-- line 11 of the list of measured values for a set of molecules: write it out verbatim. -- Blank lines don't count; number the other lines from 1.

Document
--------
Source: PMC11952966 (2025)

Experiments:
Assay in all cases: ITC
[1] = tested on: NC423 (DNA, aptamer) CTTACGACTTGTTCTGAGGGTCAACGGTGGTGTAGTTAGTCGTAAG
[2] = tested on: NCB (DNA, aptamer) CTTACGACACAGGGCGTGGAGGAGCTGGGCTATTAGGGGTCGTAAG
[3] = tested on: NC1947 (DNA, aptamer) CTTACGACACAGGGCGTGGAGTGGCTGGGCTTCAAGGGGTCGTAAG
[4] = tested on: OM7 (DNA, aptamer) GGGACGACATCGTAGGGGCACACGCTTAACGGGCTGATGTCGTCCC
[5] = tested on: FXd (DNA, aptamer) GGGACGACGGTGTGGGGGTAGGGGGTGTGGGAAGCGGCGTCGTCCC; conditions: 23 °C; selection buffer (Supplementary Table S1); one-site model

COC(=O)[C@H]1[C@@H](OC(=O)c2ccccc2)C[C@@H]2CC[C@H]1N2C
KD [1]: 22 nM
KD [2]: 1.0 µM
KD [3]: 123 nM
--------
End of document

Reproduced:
KD [2]: 1.0 µM